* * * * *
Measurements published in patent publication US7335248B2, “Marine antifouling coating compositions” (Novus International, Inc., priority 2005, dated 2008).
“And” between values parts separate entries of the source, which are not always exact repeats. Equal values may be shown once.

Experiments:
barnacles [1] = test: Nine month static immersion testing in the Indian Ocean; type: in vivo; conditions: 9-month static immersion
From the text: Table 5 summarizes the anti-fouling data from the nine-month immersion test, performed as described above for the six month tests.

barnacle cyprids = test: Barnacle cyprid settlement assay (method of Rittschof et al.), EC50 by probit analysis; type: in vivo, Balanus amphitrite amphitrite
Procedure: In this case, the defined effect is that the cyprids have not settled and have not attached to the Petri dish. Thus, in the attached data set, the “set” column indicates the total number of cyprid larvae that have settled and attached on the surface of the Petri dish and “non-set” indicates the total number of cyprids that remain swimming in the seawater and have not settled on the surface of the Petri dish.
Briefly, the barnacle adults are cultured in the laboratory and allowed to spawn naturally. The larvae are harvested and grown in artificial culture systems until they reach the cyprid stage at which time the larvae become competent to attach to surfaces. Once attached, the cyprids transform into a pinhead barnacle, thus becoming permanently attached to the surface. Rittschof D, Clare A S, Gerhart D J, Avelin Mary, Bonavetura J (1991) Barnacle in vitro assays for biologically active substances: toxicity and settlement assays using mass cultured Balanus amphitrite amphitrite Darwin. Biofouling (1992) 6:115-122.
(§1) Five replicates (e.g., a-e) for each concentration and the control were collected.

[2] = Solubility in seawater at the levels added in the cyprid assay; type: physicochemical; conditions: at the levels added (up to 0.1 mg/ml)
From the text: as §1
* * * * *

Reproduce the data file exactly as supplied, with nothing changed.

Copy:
Measurements published in patent publication US7335248B2, “Marine antifouling coating compositions” (Novus International, Inc., priority 2005, dated 2008).
“And” between values parts separate entries of the source, which are not always exact repeats. Equal values may be shown once.

Experiments:
barnacles [1] = test: Nine month static immersion testing in the Indian Ocean; type: in vivo; conditions: 9-month static immersion
From the text: Table 5 summarizes the anti-fouling data from the nine-month immersion test, performed as described above for the six month tests.

barnacle cyprids = test: Barnacle cyprid settlement assay (method of Rittschof et al.), EC50 by probit analysis; type: in vivo, Balanus amphitrite amphitrite
Procedure: In this case, the defined effect is that the cyprids have not settled and have not attached to the Petri dish. Thus, in the attached data set, the “set” column indicates the total number of cyprid larvae that have settled and attached on the surface of the Petri dish and “non-set” indicates the total number of cyprids that remain swimming in the seawater and have not settled on the surface of the Petri dish.
Briefly, the barnacle adults are cultured in the laboratory and allowed to spawn naturally. The larvae are harvested and grown in artificial culture systems until they reach the cyprid stage at which time the larvae become competent to attach to surfaces. Once attached, the cyprids transform into a pinhead barnacle, thus becoming permanently attached to the surface. Rittschof D, Clare A S, Gerhart D J, Avelin Mary, Bonavetura J (1991) Barnacle in vitro assays for biologically active substances: toxicity and settlement assays using mass cultured Balanus amphitrite amphitrite Darwin. Biofouling (1992) 6:115-122.
(§1) Five replicates (e.g., a-e) for each concentration and the control were collected.

[2] = Solubility in seawater at the levels added in the cyprid assay; type: physicochemical; conditions: at the levels added (up to 0.1 mg/ml)
From the text: as §1